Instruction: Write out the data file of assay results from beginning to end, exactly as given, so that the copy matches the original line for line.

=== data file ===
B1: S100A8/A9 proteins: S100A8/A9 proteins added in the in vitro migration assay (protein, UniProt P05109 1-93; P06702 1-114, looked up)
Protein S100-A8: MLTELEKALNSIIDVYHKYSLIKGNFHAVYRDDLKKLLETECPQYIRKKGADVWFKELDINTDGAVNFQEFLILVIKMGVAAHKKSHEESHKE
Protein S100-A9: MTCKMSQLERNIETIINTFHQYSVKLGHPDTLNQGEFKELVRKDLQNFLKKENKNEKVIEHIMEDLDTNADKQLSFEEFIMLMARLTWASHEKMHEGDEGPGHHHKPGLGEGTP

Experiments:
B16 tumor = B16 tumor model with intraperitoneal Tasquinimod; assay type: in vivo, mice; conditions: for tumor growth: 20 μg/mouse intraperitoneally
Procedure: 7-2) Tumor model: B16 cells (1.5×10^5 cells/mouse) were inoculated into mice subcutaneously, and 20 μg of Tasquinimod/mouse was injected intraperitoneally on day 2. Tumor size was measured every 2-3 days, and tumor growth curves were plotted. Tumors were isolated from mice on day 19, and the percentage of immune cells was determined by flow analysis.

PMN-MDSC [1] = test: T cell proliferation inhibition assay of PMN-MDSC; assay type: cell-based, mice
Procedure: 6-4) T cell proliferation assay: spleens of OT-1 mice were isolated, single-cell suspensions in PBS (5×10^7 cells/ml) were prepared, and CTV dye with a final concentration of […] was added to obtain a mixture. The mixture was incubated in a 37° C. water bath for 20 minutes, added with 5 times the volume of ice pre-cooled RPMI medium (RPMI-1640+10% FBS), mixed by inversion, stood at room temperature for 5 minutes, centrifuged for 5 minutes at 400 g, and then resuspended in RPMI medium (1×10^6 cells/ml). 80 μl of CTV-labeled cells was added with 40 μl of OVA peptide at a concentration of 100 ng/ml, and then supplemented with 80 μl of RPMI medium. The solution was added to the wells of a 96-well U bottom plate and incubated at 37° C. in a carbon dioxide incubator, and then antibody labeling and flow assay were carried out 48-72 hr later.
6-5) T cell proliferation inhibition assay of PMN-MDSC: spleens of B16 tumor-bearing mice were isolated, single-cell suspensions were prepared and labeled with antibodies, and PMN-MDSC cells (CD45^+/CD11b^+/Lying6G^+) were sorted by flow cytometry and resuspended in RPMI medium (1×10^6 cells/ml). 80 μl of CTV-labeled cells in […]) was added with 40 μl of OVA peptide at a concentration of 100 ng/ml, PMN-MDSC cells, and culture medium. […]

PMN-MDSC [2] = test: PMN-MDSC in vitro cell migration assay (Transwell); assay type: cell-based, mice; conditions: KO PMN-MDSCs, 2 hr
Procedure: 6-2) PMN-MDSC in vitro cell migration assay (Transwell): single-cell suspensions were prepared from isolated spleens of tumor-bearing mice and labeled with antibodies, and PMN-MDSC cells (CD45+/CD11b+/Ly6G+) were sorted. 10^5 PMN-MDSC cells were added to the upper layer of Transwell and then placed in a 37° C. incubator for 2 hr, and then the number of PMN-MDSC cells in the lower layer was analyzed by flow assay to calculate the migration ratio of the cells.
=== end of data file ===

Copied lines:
B1: S100A8/A9 proteins: S100A8/A9 proteins added in the in vitro migration assay (protein, UniProt P05109 1-93; P06702 1-114, looked up)
Protein S100-A8: MLTELEKALNSIIDVYHKYSLIKGNFHAVYRDDLKKLLETECPQYIRKKGADVWFKELDINTDGAVNFQEFLILVIKMGVAAHKKSHEESHKE
Protein S100-A9: MTCKMSQLERNIETIINTFHQYSVKLGHPDTLNQGEFKELVRKDLQNFLKKENKNEKVIEHIMEDLDTNADKQLSFEEFIMLMARLTWASHEKMHEGDEGPGHHHKPGLGEGTP

Experiments:
B16 tumor = B16 tumor model with intraperitoneal Tasquinimod; assay type: in vivo, mice; conditions: for tumor growth: 20 μg/mouse intraperitoneally
Procedure: 7-2) Tumor model: B16 cells (1.5×10^5 cells/mouse) were inoculated into mice subcutaneously, and 20 μg of Tasquinimod/mouse was injected intraperitoneally on day 2. Tumor size was measured every 2-3 days, and tumor growth curves were plotted. Tumors were isolated from mice on day 19, and the percentage of immune cells was determined by flow analysis.

PMN-MDSC [1] = test: T cell proliferation inhibition assay of PMN-MDSC; assay type: cell-based, mice
Procedure: 6-4) T cell proliferation assay: spleens of OT-1 mice were isolated, single-cell suspensions in PBS (5×10^7 cells/ml) were prepared, and CTV dye with a final concentration of […] was added to obtain a mixture. The mixture was incubated in a 37° C. water bath for 20 minutes, added with 5 times the volume of ice pre-cooled RPMI medium (RPMI-1640+10% FBS), mixed by inversion, stood at room temperature for 5 minutes, centrifuged for 5 minutes at 400 g, and then resuspended in RPMI medium (1×10^6 cells/ml). 80 μl of CTV-labeled cells was added with 40 μl of OVA peptide at a concentration of 100 ng/ml, and then supplemented with 80 μl of RPMI medium. The solution was added to the wells of a 96-well U bottom plate and incubated at 37° C. in a carbon dioxide incubator, and then antibody labeling and flow assay were carried out 48-72 hr later.
6-5) T cell proliferation inhibition assay of PMN-MDSC: spleens of B16 tumor-bearing mice were isolated, single-cell suspensions were prepared and labeled with antibodies, and PMN-MDSC cells (CD45^+/CD11b^+/Lying6G^+) were sorted by flow cytometry and resuspended in RPMI medium (1×10^6 cells/ml). 80 μl of CTV-labeled cells in […]) was added with 40 μl of OVA peptide at a concentration of 100 ng/ml, PMN-MDSC cells, and culture medium. […]

PMN-MDSC [2] = test: PMN-MDSC in vitro cell migration assay (Transwell); assay type: cell-based, mice; conditions: KO PMN-MDSCs, 2 hr
Procedure: 6-2) PMN-MDSC in vitro cell migration assay (Transwell): single-cell suspensions were prepared from isolated spleens of tumor-bearing mice and labeled with antibodies, and PMN-MDSC cells (CD45+/CD11b+/Ly6G+) were sorted. 10^5 PMN-MDSC cells were added to the upper layer of Transwell and then placed in a 37° C. incubator for 2 hr, and then the number of PMN-MDSC cells in the lower layer was analyzed by flow assay to calculate the migration ratio of the cells.